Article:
Bargain hunters should beware that Black Friday deals don't always represent the best possible value, after a study found only around half of Black Friday deals are actually cheapest during the annual shopping bonanza.

An investigation by Which? looked at 178 deals on 20 popular tech gadgets and home appliances, and tracked the prices every day for three months before and two months after last year's Black Friday. The research found just 90 (or 51%) of the deals advertised by Amazon, AO, Argos, Currys and John Lewis were cheapest on Black Friday itself.

The remaining 88 deals were cheaper at some point in the months before or after Black Friday in 2015.

This year Black Friday falls on 25 November – to keep on top of the best deals, plus see MoneySavingExpert.com's analysis of which are genuine bargains, check out our Black Friday 2016 Deals page.

Martin Lewis
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What did the Which? research find?

Fewer than one in ten (8%) discounts were one-day only offers, where the Black Friday price was cheaper than on any other day. Around one in ten (12%) were cheaper at some point in the three months leading up to Black Friday and four in 10 (38%) were cheaper in the weeks after Black Friday.

The Which? researchers also claimed that AO and Currys appeared to inflate the 'was' price to make deals look better than they actually were.

When promoting a discount, such as 'was £100, now £50', the 'was' price should be the most recent price the item was sold at for 28 consecutive days or more, and not a price that is more than six months old. But Which? found examples where companies seen to have flouted this rule.

Indeed, it was suggested by Which? that AO and Currys may be breaking Government guidelines, though both retailers claim they followed regulations and guidelines with regard to displaying discounts.

Black Friday 'deals' which didn't live up to the hype

The following were among the examples singled out by Which?.

  • Currys sold a Samsung TV (the UE40JU6740 model) for a pound less on Black Friday 2015 – it had been £749 since 30 October before it was cut to £748 on 24 November. But for 18 days in late August and early September you could have bought it for £699.
  • AO sold another Samsung TV (the UE40J5100 model) for £299 on Black Friday, with a 'was' price of £499. Yet it was often available for £289 during November and late October. For the rest of the three months leading up to Black Friday it was £299, £309 or very occasionally £319.
  • AO sold a Samsung fridge-freezer (the Samsung RB Combi Range RB38J7255SR) for £749 on Black Friday (and claimed it 'was £999'). But it had been sold at £849 for almost every day in the three months leading up to Black Friday, so the actual discount was £100 rather than £250.
  • Currys sold an LG TV (the LG 43UF680V TV) for £449 (and claimed it 'was £899') on Black Friday. But it had not been sold at that price since August. The TV was going for a much more modest £499 from late August until early October, so this should have been the 'was' price instead.
Black Friday deals often cheaper at other times – compare prices before you buy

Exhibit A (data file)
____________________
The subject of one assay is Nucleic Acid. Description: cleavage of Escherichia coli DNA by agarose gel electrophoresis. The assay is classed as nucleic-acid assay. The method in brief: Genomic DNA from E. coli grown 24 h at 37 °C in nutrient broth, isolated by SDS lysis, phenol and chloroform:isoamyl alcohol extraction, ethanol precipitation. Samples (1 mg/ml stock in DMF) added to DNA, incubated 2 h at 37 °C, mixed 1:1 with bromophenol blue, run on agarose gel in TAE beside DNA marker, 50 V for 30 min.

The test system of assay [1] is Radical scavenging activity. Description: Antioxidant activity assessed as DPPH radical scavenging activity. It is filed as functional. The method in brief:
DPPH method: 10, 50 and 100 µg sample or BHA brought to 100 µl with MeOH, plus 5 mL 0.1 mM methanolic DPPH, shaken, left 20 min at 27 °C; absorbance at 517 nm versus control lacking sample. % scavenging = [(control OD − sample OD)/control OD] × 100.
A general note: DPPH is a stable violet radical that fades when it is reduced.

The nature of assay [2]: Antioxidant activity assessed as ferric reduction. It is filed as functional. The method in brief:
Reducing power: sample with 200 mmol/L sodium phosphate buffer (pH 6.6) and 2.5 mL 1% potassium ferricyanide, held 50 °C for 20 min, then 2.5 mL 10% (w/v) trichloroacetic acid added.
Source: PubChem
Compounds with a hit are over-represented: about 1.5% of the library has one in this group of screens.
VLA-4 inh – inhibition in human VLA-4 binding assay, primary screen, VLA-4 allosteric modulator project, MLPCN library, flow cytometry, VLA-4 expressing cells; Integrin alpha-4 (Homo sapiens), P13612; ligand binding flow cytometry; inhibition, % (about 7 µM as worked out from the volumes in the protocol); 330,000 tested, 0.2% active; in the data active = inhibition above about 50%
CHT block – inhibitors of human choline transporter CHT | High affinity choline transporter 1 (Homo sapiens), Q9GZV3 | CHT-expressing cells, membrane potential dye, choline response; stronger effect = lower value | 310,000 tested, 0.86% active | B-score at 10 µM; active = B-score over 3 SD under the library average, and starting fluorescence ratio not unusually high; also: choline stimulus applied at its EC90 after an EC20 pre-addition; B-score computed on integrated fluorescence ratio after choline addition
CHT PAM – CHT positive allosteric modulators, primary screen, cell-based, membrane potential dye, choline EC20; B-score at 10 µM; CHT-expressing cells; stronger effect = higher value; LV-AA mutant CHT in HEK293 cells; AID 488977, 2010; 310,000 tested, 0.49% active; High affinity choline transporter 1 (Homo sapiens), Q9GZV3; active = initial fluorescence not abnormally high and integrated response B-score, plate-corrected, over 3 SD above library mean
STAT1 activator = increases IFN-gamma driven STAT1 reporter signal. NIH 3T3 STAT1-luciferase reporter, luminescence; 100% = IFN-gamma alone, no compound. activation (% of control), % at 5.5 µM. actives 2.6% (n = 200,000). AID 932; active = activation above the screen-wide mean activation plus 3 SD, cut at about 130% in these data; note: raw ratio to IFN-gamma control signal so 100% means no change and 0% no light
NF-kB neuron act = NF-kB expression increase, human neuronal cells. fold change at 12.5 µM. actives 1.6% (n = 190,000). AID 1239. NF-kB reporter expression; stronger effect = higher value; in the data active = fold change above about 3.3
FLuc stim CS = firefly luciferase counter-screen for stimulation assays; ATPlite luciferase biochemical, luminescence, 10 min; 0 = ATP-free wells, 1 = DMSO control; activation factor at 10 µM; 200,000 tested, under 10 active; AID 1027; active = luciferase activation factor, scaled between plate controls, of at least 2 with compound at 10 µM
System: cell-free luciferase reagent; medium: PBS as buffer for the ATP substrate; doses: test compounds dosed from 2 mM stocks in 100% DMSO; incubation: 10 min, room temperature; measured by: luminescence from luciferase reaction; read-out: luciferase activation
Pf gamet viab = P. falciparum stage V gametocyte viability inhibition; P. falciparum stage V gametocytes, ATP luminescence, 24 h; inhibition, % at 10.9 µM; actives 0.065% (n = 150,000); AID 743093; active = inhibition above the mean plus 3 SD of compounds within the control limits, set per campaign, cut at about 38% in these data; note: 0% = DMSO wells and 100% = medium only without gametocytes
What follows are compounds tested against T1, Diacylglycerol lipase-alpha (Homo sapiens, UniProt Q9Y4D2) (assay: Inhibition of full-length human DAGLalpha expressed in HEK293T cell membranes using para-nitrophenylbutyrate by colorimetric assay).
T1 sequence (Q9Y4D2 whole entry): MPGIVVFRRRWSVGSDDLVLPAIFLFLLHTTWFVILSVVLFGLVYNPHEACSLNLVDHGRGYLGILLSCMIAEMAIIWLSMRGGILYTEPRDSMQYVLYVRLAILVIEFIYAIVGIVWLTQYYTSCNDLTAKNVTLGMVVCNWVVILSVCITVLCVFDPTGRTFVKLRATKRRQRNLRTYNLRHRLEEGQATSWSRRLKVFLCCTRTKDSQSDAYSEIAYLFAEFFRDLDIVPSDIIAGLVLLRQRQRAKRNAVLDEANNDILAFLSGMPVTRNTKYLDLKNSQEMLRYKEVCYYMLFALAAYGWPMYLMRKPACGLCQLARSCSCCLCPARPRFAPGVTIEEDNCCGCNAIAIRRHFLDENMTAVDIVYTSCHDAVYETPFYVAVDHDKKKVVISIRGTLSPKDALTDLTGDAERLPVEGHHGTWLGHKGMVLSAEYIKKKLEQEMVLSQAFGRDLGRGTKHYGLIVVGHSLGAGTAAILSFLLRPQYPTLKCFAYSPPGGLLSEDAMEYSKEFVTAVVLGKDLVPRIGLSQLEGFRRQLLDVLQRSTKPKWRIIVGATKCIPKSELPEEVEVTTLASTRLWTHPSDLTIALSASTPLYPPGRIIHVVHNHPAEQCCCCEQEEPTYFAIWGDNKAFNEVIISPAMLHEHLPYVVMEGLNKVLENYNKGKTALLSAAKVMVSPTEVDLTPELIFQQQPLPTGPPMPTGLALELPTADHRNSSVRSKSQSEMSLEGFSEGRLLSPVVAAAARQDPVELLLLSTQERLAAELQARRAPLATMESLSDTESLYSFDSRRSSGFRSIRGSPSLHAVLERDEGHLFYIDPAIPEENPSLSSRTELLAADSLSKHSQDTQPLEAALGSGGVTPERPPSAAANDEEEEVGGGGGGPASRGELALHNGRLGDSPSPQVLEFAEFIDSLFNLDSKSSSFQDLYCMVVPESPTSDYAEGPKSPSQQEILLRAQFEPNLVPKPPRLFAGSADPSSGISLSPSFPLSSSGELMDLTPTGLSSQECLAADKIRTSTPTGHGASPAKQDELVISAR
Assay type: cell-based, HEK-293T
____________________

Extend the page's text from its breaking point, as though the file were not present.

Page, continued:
This year Black Friday falls on 25 November - remember not to spend what you can't afford or don't need

What the shops say

Here's how the big stores responded to Which?'s investigation:

  • Amazon said: "Six of the eight products that Which? reviewed on Amazon.co.uk last year had our lowest price on Black Friday and, in response to customer feedback, we spread out great deals over several days. This year, our Black Friday sale runs for 12 days from 14 to 25 November."
  • AO said: "The internet is the most transparent market place ever created for consumers to be able to compare price and service associated with it and we work hard to be exceptional on both fronts."
  • Argos said: "We offer customers thousands of great deals over the Black Friday period and work hard to ensure that all of our offers are fully compliant with the full range of regulations and guidance in pricing practice. We certainly do not intend to mislead in anyway. We update our pricing frequently to ensure that we can offer our customers the best deals."
  • Currys disputed the Which? findings, saying: "We are proud to offer our customers fantastic deals all year round, with prices that are truly transparent and backed by our price promise.
    "We fundamentally disagree with the approach taken by Which? in this report and comply fully with the government's Pricing Practices Guidance, displaying a clear date from when the 'was' price was taken, allowing customers to make a fully informed decision."
  • A John Lewis spokeswoman attributed its prices to its 'Never Knowingly Undersold' promise, and said: "Our never knowingly undersold commitment means that we will match our competitors' deals and offers for as long as they run."
    "The sheer scale of Black Friday's great offers means that these are planned up to 12 months in advance to maximise the value and service for our customers. That demands significant planning for a very fluid trading environment across hundreds of offers and we are always focused on offering the best price match promise all year and especially around Black Friday."

How to avoid being caught out

Regardless of whether you're shopping online or braving the crowded stores, it's important to remember that Black Friday can be addictive – so don't get caught up in the hype or spend what you can't afford or don't need.

Just because it's on offer, NEVER assume it's the cheapest, and ALWAYS compare prices to ensure what you're getting is really a bargain.

For more help, tricks and tips, see our Cheap Online Shopping and 15 Shopping Secrets guides, plus our Black Friday 2016 Deals page.

Additional reporting by the Press Association.

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